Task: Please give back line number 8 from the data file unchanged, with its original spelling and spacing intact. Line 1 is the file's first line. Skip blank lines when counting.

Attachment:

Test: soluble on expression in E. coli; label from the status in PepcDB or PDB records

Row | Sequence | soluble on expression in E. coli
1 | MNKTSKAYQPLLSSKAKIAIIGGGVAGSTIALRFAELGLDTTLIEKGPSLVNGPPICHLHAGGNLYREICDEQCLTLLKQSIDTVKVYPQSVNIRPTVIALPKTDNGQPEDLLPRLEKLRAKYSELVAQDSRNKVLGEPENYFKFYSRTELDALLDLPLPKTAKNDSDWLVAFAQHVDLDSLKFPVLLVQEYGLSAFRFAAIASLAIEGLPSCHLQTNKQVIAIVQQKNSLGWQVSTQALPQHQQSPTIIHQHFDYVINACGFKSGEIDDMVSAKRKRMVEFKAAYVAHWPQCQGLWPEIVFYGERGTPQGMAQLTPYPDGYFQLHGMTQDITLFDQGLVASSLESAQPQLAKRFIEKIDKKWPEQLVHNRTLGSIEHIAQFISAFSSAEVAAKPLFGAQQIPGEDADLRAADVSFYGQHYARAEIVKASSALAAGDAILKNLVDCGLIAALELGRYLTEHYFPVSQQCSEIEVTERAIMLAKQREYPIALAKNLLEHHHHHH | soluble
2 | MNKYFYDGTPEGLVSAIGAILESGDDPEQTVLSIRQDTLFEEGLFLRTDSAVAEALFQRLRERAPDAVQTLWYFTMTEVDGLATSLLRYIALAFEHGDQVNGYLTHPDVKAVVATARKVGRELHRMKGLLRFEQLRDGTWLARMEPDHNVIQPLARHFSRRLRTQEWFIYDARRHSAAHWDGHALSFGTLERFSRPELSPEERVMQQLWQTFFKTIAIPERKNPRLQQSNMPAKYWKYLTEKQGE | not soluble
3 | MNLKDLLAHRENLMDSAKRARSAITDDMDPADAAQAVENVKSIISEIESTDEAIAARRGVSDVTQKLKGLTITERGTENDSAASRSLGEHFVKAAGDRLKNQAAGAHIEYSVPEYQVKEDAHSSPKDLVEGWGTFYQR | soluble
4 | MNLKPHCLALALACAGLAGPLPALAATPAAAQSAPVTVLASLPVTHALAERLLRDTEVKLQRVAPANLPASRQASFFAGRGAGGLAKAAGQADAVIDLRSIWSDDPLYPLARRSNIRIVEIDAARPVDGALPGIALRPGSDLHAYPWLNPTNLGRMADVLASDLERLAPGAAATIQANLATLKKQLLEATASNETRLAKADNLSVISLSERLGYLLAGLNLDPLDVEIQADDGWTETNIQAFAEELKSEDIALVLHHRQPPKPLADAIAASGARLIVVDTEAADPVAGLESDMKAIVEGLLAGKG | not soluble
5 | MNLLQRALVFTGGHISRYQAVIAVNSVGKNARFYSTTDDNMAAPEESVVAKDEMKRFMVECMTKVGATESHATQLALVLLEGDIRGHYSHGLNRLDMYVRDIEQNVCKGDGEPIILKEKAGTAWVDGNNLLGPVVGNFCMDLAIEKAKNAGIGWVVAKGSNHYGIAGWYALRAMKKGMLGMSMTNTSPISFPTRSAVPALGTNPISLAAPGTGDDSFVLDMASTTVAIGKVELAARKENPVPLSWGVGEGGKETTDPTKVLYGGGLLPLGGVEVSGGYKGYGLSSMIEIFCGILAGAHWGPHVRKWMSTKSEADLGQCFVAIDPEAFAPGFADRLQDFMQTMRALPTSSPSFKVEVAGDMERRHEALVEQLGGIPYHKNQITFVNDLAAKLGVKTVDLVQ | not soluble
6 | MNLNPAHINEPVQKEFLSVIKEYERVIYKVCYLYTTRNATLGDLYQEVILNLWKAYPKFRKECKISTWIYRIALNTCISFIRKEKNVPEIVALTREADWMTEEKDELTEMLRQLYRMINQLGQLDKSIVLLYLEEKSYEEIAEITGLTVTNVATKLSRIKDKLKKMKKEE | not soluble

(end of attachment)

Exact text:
6 | MNLNPAHINEPVQKEFLSVIKEYERVIYKVCYLYTTRNATLGDLYQEVILNLWKAYPKFRKECKISTWIYRIALNTCISFIRKEKNVPEIVALTREADWMTEEKDELTEMLRQLYRMINQLGQLDKSIVLLYLEEKSYEEIAEITGLTVTNVATKLSRIKDKLKKMKKEE | not soluble